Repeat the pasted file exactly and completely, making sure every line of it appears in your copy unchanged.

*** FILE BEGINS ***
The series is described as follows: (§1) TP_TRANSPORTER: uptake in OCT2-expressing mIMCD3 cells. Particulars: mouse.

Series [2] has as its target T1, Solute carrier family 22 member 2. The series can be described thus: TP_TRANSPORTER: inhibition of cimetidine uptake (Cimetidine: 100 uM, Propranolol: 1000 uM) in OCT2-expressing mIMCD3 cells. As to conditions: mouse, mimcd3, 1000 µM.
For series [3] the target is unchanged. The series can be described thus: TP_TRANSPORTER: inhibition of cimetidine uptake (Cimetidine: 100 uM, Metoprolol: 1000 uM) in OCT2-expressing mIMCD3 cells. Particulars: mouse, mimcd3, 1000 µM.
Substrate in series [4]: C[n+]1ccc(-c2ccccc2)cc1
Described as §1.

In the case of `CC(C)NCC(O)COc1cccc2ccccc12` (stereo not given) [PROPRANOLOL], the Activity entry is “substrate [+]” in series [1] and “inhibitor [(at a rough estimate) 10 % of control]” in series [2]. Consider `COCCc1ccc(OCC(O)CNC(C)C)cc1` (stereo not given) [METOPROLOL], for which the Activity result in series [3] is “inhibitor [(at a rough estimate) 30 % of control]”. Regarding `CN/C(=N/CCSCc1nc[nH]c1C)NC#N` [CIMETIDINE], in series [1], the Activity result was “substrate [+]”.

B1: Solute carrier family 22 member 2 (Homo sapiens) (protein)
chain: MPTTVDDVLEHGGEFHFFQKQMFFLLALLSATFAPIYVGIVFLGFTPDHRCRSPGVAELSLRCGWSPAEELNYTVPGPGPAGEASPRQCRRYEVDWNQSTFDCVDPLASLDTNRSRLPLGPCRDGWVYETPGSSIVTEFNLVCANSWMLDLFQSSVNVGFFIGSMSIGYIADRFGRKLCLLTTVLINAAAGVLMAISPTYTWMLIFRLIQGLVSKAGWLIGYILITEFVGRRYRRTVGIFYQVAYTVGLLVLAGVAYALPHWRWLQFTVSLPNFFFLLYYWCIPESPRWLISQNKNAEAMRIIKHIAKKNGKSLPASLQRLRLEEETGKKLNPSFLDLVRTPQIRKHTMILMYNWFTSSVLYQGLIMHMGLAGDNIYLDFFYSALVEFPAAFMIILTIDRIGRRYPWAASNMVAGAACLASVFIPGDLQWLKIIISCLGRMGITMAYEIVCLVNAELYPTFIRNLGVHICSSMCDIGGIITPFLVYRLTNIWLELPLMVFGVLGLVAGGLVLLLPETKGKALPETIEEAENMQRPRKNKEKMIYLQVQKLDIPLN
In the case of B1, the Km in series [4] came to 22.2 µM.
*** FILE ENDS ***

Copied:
The series is described as follows: (§1) TP_TRANSPORTER: uptake in OCT2-expressing mIMCD3 cells. Particulars: mouse.

Series [2] has as its target T1, Solute carrier family 22 member 2. The series can be described thus: TP_TRANSPORTER: inhibition of cimetidine uptake (Cimetidine: 100 uM, Propranolol: 1000 uM) in OCT2-expressing mIMCD3 cells. As to conditions: mouse, mimcd3, 1000 µM.
For series [3] the target is unchanged. The series can be described thus: TP_TRANSPORTER: inhibition of cimetidine uptake (Cimetidine: 100 uM, Metoprolol: 1000 uM) in OCT2-expressing mIMCD3 cells. Particulars: mouse, mimcd3, 1000 µM.
Substrate in series [4]: C[n+]1ccc(-c2ccccc2)cc1
Described as §1.

In the case of `CC(C)NCC(O)COc1cccc2ccccc12` (stereo not given) [PROPRANOLOL], the Activity entry is “substrate [+]” in series [1] and “inhibitor [(at a rough estimate) 10 % of control]” in series [2]. Consider `COCCc1ccc(OCC(O)CNC(C)C)cc1` (stereo not given) [METOPROLOL], for which the Activity result in series [3] is “inhibitor [(at a rough estimate) 30 % of control]”. Regarding `CN/C(=N/CCSCc1nc[nH]c1C)NC#N` [CIMETIDINE], in series [1], the Activity result was “substrate [+]”.

B1: Solute carrier family 22 member 2 (Homo sapiens) (protein)
chain: MPTTVDDVLEHGGEFHFFQKQMFFLLALLSATFAPIYVGIVFLGFTPDHRCRSPGVAELSLRCGWSPAEELNYTVPGPGPAGEASPRQCRRYEVDWNQSTFDCVDPLASLDTNRSRLPLGPCRDGWVYETPGSSIVTEFNLVCANSWMLDLFQSSVNVGFFIGSMSIGYIADRFGRKLCLLTTVLINAAAGVLMAISPTYTWMLIFRLIQGLVSKAGWLIGYILITEFVGRRYRRTVGIFYQVAYTVGLLVLAGVAYALPHWRWLQFTVSLPNFFFLLYYWCIPESPRWLISQNKNAEAMRIIKHIAKKNGKSLPASLQRLRLEEETGKKLNPSFLDLVRTPQIRKHTMILMYNWFTSSVLYQGLIMHMGLAGDNIYLDFFYSALVEFPAAFMIILTIDRIGRRYPWAASNMVAGAACLASVFIPGDLQWLKIIISCLGRMGITMAYEIVCLVNAELYPTFIRNLGVHICSSMCDIGGIITPFLVYRLTNIWLELPLMVFGVLGLVAGGLVLLLPETKGKALPETIEEAENMQRPRKNKEKMIYLQVQKLDIPLN
In the case of B1, the Km in series [4] came to 22.2 µM.